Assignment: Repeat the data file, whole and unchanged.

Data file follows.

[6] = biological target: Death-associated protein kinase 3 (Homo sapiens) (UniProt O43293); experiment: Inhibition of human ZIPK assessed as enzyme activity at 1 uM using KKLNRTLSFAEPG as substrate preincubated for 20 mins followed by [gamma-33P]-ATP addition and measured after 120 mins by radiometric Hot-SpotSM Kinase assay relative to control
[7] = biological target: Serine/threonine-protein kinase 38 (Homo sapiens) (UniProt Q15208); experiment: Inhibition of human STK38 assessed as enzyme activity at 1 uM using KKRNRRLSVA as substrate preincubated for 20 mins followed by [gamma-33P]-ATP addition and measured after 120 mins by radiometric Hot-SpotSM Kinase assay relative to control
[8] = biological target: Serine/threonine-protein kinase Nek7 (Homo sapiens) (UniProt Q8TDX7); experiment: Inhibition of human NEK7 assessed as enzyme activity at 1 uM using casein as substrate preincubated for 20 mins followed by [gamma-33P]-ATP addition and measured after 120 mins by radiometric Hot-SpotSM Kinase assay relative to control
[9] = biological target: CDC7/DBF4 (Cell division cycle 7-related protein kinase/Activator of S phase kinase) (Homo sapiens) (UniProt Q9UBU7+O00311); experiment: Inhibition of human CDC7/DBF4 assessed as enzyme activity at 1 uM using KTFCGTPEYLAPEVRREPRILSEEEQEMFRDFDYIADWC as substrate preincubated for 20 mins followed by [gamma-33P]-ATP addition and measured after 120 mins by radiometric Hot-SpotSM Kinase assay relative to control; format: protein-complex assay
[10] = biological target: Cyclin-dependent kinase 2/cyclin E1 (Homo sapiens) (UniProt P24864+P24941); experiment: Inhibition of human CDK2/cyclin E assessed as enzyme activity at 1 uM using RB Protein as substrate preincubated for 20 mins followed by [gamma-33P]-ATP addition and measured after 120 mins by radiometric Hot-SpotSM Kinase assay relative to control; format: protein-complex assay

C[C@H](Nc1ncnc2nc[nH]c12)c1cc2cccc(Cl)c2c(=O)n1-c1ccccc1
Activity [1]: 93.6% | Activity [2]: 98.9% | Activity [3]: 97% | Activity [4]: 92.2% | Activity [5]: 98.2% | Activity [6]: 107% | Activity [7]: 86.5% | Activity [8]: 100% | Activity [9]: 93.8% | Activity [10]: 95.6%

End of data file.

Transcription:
[6] = biological target: Death-associated protein kinase 3 (Homo sapiens) (UniProt O43293); experiment: Inhibition of human ZIPK assessed as enzyme activity at 1 uM using KKLNRTLSFAEPG as substrate preincubated for 20 mins followed by [gamma-33P]-ATP addition and measured after 120 mins by radiometric Hot-SpotSM Kinase assay relative to control
[7] = biological target: Serine/threonine-protein kinase 38 (Homo sapiens) (UniProt Q15208); experiment: Inhibition of human STK38 assessed as enzyme activity at 1 uM using KKRNRRLSVA as substrate preincubated for 20 mins followed by [gamma-33P]-ATP addition and measured after 120 mins by radiometric Hot-SpotSM Kinase assay relative to control
[8] = biological target: Serine/threonine-protein kinase Nek7 (Homo sapiens) (UniProt Q8TDX7); experiment: Inhibition of human NEK7 assessed as enzyme activity at 1 uM using casein as substrate preincubated for 20 mins followed by [gamma-33P]-ATP addition and measured after 120 mins by radiometric Hot-SpotSM Kinase assay relative to control
[9] = biological target: CDC7/DBF4 (Cell division cycle 7-related protein kinase/Activator of S phase kinase) (Homo sapiens) (UniProt Q9UBU7+O00311); experiment: Inhibition of human CDC7/DBF4 assessed as enzyme activity at 1 uM using KTFCGTPEYLAPEVRREPRILSEEEQEMFRDFDYIADWC as substrate preincubated for 20 mins followed by [gamma-33P]-ATP addition and measured after 120 mins by radiometric Hot-SpotSM Kinase assay relative to control; format: protein-complex assay
[10] = biological target: Cyclin-dependent kinase 2/cyclin E1 (Homo sapiens) (UniProt P24864+P24941); experiment: Inhibition of human CDK2/cyclin E assessed as enzyme activity at 1 uM using RB Protein as substrate preincubated for 20 mins followed by [gamma-33P]-ATP addition and measured after 120 mins by radiometric Hot-SpotSM Kinase assay relative to control; format: protein-complex assay

C[C@H](Nc1ncnc2nc[nH]c12)c1cc2cccc(Cl)c2c(=O)n1-c1ccccc1
Activity [1]: 93.6% | Activity [2]: 98.9% | Activity [3]: 97% | Activity [4]: 92.2% | Activity [5]: 98.2% | Activity [6]: 107% | Activity [7]: 86.5% | Activity [8]: 100% | Activity [9]: 93.8% | Activity [10]: 95.6%